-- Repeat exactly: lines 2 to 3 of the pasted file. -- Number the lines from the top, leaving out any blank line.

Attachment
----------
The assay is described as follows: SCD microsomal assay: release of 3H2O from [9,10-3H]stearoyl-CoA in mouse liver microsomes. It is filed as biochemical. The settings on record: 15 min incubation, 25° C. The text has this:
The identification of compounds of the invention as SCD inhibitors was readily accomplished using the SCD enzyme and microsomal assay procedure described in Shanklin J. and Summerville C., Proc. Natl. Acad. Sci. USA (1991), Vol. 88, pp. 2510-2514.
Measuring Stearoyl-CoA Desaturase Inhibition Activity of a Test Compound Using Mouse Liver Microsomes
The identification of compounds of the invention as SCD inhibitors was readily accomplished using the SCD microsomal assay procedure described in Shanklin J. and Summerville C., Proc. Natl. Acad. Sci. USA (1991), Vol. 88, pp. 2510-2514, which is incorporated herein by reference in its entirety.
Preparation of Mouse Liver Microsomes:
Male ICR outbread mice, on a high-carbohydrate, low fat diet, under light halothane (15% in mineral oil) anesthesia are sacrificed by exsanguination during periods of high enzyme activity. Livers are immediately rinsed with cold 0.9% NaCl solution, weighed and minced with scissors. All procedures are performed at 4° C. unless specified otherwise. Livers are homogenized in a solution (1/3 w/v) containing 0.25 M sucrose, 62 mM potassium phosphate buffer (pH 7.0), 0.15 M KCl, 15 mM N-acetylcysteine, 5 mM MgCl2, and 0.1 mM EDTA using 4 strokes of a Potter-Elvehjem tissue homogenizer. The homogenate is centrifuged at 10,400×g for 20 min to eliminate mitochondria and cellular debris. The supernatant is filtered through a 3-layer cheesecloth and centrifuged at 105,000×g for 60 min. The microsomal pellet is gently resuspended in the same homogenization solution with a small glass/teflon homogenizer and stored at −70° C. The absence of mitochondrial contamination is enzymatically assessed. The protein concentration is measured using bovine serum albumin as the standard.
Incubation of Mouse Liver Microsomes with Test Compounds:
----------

The identification of compounds of the invention as SCD inhibitors was readily accomplished using the SCD enzyme and microsomal assay procedure described in Shanklin J. and Summerville C., Proc. Natl. Acad. Sci. USA (1991), Vol. 88, pp. 2510-2514.
Measuring Stearoyl-CoA Desaturase Inhibition Activity of a Test Compound Using Mouse Liver Microsomes